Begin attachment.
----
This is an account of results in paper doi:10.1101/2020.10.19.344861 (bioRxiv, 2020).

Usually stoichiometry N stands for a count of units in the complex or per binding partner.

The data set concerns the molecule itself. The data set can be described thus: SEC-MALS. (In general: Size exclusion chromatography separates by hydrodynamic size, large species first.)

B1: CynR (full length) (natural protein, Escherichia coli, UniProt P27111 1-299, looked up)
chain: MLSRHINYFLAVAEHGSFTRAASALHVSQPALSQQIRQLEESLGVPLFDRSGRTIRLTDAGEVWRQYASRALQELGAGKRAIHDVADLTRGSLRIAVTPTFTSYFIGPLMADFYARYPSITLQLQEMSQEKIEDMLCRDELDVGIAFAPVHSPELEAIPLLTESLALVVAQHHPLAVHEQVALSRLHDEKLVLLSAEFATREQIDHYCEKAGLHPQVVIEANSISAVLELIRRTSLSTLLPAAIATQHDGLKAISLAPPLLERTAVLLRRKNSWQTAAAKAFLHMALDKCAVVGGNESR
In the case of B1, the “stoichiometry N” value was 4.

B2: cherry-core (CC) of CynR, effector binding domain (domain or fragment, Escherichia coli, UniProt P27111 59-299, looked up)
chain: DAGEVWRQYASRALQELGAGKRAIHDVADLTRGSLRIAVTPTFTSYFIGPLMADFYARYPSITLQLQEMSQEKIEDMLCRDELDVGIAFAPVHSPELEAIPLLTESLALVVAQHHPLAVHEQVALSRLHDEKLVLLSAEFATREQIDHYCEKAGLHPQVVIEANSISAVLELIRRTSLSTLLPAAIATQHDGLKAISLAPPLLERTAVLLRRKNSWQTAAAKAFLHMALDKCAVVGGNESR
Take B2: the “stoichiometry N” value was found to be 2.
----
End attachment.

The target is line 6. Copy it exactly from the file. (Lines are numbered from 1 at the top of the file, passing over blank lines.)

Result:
In the case of B1, the “stoichiometry N” value was 4.